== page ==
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Inflation eases to 6.8% in November but the shopping basket becomes half a point more expensive in a month

The Consumer Price Index (CPI) eased in November to 6.

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Inflation eases to 6.8% in November but the shopping basket becomes half a point more expensive in a month

The Consumer Price Index (CPI) eased in November to 6.8%, according to the final data published today by the National Statistics Institute (INE), half a point less than the October data and the fourth consecutive drop. Subjacent inflation rises one tenth to 6.3%, thus closing the gap with the general CPI and remaining five tenths away. The Harmonized Consumer Price Index (IPCA), which is the one used by the European statistical office, Eurostat, to make averages between countries, places its annual rate at 6.7%, six tenths less.

The indicator moderates again due to the drop in the price of electricity and gas to a lesser extent compared to the same month in 2021, although food prices continue to skyrocket compared to a year ago. The inflation rate stands at six tenths of the minimum of January 2022 (6.1%), although as of today food prices remain at all-time highs, with some doubling average inflation and in one month they become half more expensive plus point.

The consumer groups that have most influenced the moderation of the general CPI (the average of all registered prices) are housing (expenses associated with housing, not the price of housing itself), whose main component is the bill of the light. This group moderated by more than one and a half points to 1.0% due to the lower price of electricity, higher than in November 2021, and of diesel for heating, compared to the increase of the previous year.

Next, spending on transport, the second group that has the most influence on the evolution of prices, moderated one point to 7.7% due to cheaper fuel and lubricants, which rose in November 2021. Clothing and footwear, with a rate of 0.0%, it falls almost a point and a half compared to the previous month because the prices for the new season ticket do not rise as much as they did a year ago. Finally, the hotel industry -hotels, bars and restaurants- rose 7.6% compared to a year ago, but it is three tenths below that registered in October due to the lower prices of accommodation services compared to November of 2021.

The annual rate of the CPI decreases in November compared to October in all communities

regions, especially in the Balearic Islands, Navarra, Aragon and Asturias, while moderation is hardly noticeable in the Canary Islands, Galicia, Extremadura and Castilla y León.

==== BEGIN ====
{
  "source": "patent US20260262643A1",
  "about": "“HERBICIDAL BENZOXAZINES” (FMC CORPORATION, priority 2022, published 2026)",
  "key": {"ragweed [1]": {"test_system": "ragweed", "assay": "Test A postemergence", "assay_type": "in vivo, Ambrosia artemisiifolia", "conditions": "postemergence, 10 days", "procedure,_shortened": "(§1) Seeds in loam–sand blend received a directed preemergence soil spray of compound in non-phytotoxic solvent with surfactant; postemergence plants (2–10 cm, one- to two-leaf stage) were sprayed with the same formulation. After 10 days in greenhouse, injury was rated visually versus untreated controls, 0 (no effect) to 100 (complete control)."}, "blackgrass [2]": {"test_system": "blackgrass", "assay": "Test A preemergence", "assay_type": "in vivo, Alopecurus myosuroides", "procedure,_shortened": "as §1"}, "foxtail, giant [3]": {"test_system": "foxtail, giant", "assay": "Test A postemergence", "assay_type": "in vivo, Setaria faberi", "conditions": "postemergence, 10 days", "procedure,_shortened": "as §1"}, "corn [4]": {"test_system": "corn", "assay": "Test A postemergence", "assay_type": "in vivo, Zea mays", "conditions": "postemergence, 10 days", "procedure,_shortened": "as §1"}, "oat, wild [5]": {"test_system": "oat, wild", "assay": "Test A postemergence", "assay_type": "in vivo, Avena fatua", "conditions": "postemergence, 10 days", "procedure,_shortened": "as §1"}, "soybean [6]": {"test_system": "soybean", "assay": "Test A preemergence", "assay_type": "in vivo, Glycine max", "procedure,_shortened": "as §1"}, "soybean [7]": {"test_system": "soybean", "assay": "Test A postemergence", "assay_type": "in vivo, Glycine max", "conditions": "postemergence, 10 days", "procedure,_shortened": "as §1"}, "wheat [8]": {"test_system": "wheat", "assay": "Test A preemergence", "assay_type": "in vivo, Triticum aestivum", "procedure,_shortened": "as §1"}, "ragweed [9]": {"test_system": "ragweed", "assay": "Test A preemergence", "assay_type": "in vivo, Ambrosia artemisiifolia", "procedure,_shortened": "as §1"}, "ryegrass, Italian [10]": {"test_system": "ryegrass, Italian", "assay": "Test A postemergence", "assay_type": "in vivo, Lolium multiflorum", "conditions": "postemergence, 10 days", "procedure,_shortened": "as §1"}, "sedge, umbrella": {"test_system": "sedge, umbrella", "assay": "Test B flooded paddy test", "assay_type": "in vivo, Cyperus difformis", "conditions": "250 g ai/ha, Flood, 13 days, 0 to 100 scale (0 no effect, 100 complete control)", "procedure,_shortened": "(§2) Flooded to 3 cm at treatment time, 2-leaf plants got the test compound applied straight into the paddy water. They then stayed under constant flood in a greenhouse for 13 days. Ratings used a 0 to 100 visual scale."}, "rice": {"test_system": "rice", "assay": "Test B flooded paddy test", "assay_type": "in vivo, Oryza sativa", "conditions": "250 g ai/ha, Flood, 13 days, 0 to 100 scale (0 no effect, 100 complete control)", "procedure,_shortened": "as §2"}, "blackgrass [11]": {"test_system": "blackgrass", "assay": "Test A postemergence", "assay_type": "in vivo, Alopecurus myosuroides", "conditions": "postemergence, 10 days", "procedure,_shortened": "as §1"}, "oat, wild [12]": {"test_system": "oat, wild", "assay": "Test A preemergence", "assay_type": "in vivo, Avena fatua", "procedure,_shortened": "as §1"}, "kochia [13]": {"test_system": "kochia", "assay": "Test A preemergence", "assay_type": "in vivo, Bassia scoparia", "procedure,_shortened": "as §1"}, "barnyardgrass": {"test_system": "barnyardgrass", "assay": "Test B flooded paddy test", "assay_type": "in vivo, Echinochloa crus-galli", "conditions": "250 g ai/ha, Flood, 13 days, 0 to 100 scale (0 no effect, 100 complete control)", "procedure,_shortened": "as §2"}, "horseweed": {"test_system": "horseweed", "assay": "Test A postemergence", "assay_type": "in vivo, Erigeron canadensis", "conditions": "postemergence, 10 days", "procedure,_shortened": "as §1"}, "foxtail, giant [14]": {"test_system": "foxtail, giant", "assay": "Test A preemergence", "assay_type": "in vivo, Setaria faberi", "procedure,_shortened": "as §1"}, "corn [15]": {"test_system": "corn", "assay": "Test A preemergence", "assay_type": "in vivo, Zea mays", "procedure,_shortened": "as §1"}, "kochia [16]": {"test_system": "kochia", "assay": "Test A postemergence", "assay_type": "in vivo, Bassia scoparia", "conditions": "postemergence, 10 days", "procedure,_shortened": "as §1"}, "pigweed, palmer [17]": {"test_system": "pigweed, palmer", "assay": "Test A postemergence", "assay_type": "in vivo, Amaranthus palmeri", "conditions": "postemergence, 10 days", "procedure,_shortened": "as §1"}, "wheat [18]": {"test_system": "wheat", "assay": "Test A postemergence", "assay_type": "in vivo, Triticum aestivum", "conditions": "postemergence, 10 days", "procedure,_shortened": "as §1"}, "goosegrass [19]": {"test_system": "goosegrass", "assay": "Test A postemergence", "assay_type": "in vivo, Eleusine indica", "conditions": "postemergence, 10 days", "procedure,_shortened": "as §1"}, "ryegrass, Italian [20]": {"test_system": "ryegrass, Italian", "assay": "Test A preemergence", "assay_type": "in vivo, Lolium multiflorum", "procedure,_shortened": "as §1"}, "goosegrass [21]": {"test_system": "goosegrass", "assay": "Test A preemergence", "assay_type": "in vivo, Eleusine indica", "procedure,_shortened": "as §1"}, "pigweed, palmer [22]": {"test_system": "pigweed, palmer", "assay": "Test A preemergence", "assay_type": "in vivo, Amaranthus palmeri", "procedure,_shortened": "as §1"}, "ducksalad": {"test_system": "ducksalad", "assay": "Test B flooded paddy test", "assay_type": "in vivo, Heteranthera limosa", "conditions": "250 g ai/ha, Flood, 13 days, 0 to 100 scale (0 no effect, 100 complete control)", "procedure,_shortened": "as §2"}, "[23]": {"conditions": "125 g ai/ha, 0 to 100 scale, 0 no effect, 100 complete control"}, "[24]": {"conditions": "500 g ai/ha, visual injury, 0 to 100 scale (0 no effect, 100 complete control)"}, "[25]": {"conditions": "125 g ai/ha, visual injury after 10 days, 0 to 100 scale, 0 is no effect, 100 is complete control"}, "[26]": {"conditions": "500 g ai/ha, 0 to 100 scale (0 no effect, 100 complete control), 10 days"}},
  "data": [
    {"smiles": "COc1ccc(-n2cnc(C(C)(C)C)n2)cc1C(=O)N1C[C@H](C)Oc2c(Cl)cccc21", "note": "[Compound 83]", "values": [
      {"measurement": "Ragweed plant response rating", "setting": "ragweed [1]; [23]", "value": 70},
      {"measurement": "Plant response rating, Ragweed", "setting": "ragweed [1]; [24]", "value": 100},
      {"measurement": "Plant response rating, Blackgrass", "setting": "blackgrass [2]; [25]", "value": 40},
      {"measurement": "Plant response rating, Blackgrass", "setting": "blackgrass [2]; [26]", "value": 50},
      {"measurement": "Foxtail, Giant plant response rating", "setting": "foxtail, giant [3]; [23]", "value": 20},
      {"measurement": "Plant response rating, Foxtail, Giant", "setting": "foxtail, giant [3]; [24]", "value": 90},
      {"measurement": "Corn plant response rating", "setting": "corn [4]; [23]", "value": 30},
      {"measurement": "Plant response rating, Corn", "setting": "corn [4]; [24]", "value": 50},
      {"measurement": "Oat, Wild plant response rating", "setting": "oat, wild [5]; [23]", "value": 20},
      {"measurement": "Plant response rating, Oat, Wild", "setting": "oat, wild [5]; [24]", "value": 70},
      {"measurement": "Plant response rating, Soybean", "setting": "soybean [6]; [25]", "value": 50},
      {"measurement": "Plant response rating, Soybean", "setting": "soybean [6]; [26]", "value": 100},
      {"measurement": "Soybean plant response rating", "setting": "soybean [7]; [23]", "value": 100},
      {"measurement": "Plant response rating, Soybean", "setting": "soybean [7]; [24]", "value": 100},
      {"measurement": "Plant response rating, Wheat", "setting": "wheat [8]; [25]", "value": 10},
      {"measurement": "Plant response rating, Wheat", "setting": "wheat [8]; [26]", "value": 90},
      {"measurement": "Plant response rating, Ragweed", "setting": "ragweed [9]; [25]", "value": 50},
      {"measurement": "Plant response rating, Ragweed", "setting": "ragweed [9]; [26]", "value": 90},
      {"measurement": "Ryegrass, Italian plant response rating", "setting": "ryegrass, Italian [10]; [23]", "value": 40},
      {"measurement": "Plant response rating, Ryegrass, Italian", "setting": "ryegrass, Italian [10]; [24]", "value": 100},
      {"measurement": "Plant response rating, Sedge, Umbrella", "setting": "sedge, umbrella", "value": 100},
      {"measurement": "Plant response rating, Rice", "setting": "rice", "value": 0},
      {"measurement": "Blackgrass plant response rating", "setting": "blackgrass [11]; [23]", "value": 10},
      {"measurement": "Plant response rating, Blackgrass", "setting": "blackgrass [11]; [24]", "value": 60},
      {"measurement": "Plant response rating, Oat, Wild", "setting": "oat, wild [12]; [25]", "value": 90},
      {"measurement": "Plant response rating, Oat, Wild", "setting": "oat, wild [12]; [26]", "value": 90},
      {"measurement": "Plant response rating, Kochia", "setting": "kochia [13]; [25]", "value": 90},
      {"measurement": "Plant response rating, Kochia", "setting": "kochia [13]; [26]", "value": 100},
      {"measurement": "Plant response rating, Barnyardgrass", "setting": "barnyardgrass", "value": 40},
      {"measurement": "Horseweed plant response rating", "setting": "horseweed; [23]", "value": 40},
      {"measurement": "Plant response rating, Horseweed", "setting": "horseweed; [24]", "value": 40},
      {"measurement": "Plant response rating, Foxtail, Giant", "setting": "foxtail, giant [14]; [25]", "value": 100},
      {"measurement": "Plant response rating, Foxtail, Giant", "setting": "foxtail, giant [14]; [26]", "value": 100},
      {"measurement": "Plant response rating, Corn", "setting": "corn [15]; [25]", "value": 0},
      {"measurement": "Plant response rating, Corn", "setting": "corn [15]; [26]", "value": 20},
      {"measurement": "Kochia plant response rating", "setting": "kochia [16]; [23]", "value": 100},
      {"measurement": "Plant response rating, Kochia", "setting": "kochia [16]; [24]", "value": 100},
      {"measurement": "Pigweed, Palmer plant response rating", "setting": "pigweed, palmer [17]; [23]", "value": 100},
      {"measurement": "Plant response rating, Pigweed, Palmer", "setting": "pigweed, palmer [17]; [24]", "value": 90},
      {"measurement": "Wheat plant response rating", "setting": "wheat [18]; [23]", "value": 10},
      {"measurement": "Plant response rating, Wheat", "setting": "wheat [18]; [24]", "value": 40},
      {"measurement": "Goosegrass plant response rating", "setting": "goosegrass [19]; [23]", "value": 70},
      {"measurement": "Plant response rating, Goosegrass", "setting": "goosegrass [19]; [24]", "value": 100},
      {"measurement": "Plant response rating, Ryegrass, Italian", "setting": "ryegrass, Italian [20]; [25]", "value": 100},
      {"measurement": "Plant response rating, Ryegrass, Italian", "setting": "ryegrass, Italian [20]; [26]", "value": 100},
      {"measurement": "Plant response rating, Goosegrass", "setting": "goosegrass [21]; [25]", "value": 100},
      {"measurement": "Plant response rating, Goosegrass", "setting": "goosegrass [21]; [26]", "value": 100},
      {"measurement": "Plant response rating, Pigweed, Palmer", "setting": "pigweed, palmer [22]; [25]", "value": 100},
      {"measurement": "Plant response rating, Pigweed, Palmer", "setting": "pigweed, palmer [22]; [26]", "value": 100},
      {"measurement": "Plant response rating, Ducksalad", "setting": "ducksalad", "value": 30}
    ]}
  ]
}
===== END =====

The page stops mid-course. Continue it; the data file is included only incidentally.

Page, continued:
Compared to a month ago, prices fell 0.1% due to the moderation of housing expenses, especially electricity and gas (-3.5%). Going to hotels, cafes and restaurants becomes 0.3% cheaper as accommodation falls, which offsets the rise in restaurant prices. In month-on-month comparison, clothing and footwear (3.3%) increased due to the start of the autumn-winter season and food items rose again (0.5%), especially dairy products and eggs, oils and fat and meat.

Thus, what has risen the most when making a purchase in November compared to October has been oil (6.4%); milk, cheese and eggs, which recorded 3.3%, fish and shellfish (1.4%) and breads and cereals (1%). Non-alcoholic beverages such as mineral water, soft drinks, fruit and vegetable juices also rose (2.2%); as well as sweets -sugar, preserves, honey, chocolate and confectionery (1.7%)- and other food products (soups and broths, caramel and artificial honey and perishable preparations, such as sandwiches or unbaked pizzas), which rose by 1.6%

With the advance data of the CPI for November, it is already possible to anticipate how much the contributory pensions and the Minimum Vital Income (IMV) will revalue next year. Contributory pensions will rise by around 8.5% in 2023, according to the result obtained from the revaluation formula included in the pension reform law whose reference to determine the increase in these benefits is the average interannual CPI of twelve months (from December of the previous year to November of the current year). The cost for public coffers of revaluing pensions by this percentage will exceed 12,700 million euros.

Non-contributory pensions will maintain the 15% increase that was applied to them last July by virtue of an amendment approved during the budget negotiation.

The 2023 General State Budget (PGE) did not contemplate the specific figure by which contributory pensions will rise next year because the inflation data to which their revaluation is linked was unknown, although the Government estimated that it would be at 8 ,5%.

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